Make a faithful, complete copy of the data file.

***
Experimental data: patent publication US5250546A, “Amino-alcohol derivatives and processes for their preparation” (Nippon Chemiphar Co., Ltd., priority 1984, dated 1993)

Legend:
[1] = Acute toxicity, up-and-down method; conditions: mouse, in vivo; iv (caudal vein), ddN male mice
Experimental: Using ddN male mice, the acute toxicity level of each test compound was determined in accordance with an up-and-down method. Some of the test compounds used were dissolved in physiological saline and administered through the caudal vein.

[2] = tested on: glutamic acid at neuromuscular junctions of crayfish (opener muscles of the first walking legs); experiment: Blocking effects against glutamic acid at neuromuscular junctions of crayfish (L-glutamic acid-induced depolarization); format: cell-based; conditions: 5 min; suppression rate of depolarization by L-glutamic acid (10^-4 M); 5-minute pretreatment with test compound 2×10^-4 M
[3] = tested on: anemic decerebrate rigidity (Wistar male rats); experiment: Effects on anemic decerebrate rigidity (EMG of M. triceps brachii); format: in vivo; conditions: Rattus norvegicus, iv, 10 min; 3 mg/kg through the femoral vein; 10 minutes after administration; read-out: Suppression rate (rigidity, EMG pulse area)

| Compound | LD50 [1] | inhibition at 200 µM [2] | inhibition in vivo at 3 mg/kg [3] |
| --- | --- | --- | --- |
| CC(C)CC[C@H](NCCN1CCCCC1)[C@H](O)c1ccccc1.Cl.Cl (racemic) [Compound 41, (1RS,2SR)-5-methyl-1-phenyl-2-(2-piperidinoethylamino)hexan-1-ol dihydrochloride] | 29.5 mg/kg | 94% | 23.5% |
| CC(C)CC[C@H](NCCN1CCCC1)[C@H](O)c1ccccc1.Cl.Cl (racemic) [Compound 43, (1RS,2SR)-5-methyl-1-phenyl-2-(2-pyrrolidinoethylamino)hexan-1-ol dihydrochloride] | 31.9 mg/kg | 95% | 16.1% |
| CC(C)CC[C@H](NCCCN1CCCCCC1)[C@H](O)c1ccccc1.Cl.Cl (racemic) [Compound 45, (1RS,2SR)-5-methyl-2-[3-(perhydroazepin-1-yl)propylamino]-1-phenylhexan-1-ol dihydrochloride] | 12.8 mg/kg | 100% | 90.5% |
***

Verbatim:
Experimental data: patent publication US5250546A, “Amino-alcohol derivatives and processes for their preparation” (Nippon Chemiphar Co., Ltd., priority 1984, dated 1993)

Legend:
[1] = Acute toxicity, up-and-down method; conditions: mouse, in vivo; iv (caudal vein), ddN male mice
Experimental: Using ddN male mice, the acute toxicity level of each test compound was determined in accordance with an up-and-down method. Some of the test compounds used were dissolved in physiological saline and administered through the caudal vein.

[2] = tested on: glutamic acid at neuromuscular junctions of crayfish (opener muscles of the first walking legs); experiment: Blocking effects against glutamic acid at neuromuscular junctions of crayfish (L-glutamic acid-induced depolarization); format: cell-based; conditions: 5 min; suppression rate of depolarization by L-glutamic acid (10^-4 M); 5-minute pretreatment with test compound 2×10^-4 M
[3] = tested on: anemic decerebrate rigidity (Wistar male rats); experiment: Effects on anemic decerebrate rigidity (EMG of M. triceps brachii); format: in vivo; conditions: Rattus norvegicus, iv, 10 min; 3 mg/kg through the femoral vein; 10 minutes after administration; read-out: Suppression rate (rigidity, EMG pulse area)

| Compound | LD50 [1] | inhibition at 200 µM [2] | inhibition in vivo at 3 mg/kg [3] |
| --- | --- | --- | --- |
| CC(C)CC[C@H](NCCN1CCCCC1)[C@H](O)c1ccccc1.Cl.Cl (racemic) [Compound 41, (1RS,2SR)-5-methyl-1-phenyl-2-(2-piperidinoethylamino)hexan-1-ol dihydrochloride] | 29.5 mg/kg | 94% | 23.5% |
| CC(C)CC[C@H](NCCN1CCCC1)[C@H](O)c1ccccc1.Cl.Cl (racemic) [Compound 43, (1RS,2SR)-5-methyl-1-phenyl-2-(2-pyrrolidinoethylamino)hexan-1-ol dihydrochloride] | 31.9 mg/kg | 95% | 16.1% |
| CC(C)CC[C@H](NCCCN1CCCCCC1)[C@H](O)c1ccccc1.Cl.Cl (racemic) [Compound 45, (1RS,2SR)-5-methyl-2-[3-(perhydroazepin-1-yl)propylamino]-1-phenylhexan-1-ol dihydrochloride] | 12.8 mg/kg | 100% | 90.5% |